Understory: All forest vegetation growing under the canopy or upper layers of forest vegetation.
One that follows a wavelike course, often going in and out of
Topo (Topographic, Contour) Map: Maps published by the United
States Geological Survey, indicating built and natural features
(buildings, roads, ravines, rivers, etc.) as well as elevation
changes and land cover. Available from many government offices,
outdoor shops, map stores, or digitized versions on the Internet.
Design: Few if any barriers exist to inhibit accessibility.
Trail Assessment Process (UTAP): An inventory process that can
be used by trail managers to assess a trail to determine compliance
with design guidelines and to provide objective information to trail
users regarding grade, cross slope, tread width, surface, and
Urban: Places within boundaries set by state and local officials having a population of 5,000 or more. Urban areas are more densely populated and contain a higher density of built structures.
Land that comprises a view.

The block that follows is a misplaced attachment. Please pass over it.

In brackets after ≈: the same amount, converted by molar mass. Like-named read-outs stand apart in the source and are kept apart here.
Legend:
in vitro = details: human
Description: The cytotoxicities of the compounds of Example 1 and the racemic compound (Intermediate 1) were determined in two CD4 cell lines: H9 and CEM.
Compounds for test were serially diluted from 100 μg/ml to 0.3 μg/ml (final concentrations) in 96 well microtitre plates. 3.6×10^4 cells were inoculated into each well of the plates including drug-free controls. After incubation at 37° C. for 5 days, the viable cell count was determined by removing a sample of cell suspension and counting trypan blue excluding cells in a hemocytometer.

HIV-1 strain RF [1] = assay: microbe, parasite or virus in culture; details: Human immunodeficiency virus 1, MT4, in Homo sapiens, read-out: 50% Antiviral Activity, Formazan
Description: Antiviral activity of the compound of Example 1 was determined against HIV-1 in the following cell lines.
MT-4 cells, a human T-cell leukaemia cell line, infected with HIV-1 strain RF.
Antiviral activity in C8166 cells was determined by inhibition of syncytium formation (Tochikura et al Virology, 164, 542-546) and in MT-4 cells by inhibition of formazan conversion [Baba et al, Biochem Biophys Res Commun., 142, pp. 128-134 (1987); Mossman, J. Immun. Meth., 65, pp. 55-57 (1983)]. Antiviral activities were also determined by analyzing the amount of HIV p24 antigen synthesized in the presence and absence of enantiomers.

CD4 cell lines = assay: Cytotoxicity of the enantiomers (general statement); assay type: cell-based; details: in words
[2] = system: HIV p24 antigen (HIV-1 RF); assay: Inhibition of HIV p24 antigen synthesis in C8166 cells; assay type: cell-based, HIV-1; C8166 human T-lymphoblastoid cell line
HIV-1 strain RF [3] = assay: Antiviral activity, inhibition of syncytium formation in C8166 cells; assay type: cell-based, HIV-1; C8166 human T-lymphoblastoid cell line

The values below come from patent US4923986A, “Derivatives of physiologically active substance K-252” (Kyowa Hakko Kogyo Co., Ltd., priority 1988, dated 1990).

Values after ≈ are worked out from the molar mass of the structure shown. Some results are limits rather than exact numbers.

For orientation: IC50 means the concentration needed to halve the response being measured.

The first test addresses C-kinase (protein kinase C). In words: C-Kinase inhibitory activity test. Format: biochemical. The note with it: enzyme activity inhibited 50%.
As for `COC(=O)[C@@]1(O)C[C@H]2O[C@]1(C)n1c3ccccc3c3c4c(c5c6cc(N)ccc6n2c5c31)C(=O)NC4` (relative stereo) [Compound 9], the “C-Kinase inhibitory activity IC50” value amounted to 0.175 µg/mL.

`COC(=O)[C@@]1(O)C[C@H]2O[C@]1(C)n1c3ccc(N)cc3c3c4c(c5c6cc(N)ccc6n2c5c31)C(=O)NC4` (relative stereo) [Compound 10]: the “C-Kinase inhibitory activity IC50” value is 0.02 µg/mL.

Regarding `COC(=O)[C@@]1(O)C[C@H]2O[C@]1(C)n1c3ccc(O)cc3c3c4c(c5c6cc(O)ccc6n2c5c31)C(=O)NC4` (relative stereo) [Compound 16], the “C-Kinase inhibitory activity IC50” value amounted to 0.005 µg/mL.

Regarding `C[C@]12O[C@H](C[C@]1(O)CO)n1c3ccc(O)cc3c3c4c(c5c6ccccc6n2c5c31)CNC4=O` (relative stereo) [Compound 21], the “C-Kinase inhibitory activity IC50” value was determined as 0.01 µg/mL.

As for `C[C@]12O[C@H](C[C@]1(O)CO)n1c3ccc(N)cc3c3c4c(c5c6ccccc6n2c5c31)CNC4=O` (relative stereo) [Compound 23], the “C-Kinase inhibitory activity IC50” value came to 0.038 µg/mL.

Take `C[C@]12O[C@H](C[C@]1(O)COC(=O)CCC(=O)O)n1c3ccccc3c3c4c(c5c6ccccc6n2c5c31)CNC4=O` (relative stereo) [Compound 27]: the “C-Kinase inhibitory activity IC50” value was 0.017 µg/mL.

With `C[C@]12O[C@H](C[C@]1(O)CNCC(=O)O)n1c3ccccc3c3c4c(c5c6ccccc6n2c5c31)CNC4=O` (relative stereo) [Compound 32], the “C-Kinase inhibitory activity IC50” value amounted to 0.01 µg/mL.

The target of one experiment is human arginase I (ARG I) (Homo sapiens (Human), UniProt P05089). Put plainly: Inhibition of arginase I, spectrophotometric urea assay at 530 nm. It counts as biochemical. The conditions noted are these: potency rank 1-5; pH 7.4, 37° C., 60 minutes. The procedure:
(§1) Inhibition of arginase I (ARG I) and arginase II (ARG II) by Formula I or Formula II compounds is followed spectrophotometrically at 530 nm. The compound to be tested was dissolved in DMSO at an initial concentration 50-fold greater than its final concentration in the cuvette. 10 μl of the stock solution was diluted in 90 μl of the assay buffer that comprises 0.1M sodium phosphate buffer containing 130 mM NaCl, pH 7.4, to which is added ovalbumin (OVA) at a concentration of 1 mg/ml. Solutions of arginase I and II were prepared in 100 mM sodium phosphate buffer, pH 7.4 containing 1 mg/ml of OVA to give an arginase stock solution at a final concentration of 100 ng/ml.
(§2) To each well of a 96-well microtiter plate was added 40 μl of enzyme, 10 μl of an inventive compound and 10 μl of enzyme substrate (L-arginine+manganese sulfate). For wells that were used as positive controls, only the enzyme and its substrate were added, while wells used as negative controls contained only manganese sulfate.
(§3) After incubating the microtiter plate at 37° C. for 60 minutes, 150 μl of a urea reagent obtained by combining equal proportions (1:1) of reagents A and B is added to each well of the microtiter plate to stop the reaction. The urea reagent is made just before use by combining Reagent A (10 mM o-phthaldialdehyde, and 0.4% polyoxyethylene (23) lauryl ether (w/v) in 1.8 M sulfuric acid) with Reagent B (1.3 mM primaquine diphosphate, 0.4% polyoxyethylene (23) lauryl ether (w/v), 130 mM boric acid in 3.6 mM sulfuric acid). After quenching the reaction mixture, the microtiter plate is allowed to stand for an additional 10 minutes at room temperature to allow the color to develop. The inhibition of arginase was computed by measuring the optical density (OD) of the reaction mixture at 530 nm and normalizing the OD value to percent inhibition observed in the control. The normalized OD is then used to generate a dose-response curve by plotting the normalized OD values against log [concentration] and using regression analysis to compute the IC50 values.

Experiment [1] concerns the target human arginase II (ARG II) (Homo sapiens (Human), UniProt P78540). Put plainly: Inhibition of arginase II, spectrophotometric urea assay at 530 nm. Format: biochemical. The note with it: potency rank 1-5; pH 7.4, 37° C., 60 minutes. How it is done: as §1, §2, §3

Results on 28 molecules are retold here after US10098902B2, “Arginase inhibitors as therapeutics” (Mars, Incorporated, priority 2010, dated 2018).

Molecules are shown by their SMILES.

See Scenic Viewpoint.
Volunteer: Person who works on a trail or for a trail club without pay.
This is an area for general pedestrian use (other than a sidewalk or
path) such as courtyards, plazas, and pedestrian malls.
Log or rock construction to support trail tread or retain backslope.
A natural watercourse, wet or dry.
Course: Any natural or built channel through which water
naturally flows or will collect and flow during spring runoff,
A drainage structure for turning water composed of an outsloped
segment of tread leading to a barrier placed at a 45 % angle to the
trail, usually made of logs, stones, or rubber belting material.
Water flowing down the trail will be diverted by the outslope or, as
a last resort, by the barrier.
Steep descent of water from a height.
A region or area bounded peripherally by a water parting formation
(i.e. ridge, hill, mountain range) and draining ultimately to a
particular watercourse or body of water.
Cutters (Weed Whip, Swizzle Stick, Swing Blade):
With a serrated blade at the end of a wooden handle, weed eaters are
used to clear trail corridors of succulent vegetation.